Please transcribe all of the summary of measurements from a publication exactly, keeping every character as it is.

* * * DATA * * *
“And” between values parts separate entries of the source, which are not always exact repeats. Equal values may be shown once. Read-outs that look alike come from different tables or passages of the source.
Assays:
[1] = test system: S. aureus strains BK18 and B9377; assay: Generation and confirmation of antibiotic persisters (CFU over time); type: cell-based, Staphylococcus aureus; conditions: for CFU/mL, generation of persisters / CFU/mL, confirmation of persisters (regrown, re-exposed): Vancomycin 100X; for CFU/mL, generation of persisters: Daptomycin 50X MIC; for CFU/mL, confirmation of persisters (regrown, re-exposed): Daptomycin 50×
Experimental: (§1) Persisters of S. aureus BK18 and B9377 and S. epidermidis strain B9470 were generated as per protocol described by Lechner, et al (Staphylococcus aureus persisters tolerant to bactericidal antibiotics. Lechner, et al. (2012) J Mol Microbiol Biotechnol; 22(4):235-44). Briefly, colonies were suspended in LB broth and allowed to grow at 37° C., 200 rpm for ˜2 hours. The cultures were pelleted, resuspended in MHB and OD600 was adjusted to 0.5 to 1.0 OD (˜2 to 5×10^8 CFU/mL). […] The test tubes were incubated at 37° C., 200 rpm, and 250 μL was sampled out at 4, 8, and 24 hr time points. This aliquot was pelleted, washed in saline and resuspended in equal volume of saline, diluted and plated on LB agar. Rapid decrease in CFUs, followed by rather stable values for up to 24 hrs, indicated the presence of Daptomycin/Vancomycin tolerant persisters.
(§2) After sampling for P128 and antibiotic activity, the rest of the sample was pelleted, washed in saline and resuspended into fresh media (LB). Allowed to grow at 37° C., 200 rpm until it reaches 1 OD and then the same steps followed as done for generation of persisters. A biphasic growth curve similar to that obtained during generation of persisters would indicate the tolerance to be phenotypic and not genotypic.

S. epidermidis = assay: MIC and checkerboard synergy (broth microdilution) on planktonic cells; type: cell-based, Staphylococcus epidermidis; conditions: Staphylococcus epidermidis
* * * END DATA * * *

“And” between values parts separate entries of the source, which are not always exact repeats. Equal values may be shown once. Read-outs that look alike come from different tables or passages of the source.
Assays:
[1] = test system: S. aureus strains BK18 and B9377; assay: Generation and confirmation of antibiotic persisters (CFU over time); type: cell-based, Staphylococcus aureus; conditions: for CFU/mL, generation of persisters / CFU/mL, confirmation of persisters (regrown, re-exposed): Vancomycin 100X; for CFU/mL, generation of persisters: Daptomycin 50X MIC; for CFU/mL, confirmation of persisters (regrown, re-exposed): Daptomycin 50×
Experimental: (§1) Persisters of S. aureus BK18 and B9377 and S. epidermidis strain B9470 were generated as per protocol described by Lechner, et al (Staphylococcus aureus persisters tolerant to bactericidal antibiotics. Lechner, et al. (2012) J Mol Microbiol Biotechnol; 22(4):235-44). Briefly, colonies were suspended in LB broth and allowed to grow at 37° C., 200 rpm for ˜2 hours. The cultures were pelleted, resuspended in MHB and OD600 was adjusted to 0.5 to 1.0 OD (˜2 to 5×10^8 CFU/mL). […] The test tubes were incubated at 37° C., 200 rpm, and 250 μL was sampled out at 4, 8, and 24 hr time points. This aliquot was pelleted, washed in saline and resuspended in equal volume of saline, diluted and plated on LB agar. Rapid decrease in CFUs, followed by rather stable values for up to 24 hrs, indicated the presence of Daptomycin/Vancomycin tolerant persisters.
(§2) After sampling for P128 and antibiotic activity, the rest of the sample was pelleted, washed in saline and resuspended into fresh media (LB). Allowed to grow at 37° C., 200 rpm until it reaches 1 OD and then the same steps followed as done for generation of persisters. A biphasic growth curve similar to that obtained during generation of persisters would indicate the tolerance to be phenotypic and not genotypic.

S. epidermidis = assay: MIC and checkerboard synergy (broth microdilution) on planktonic cells; type: cell-based, Staphylococcus epidermidis; conditions: Staphylococcus epidermidis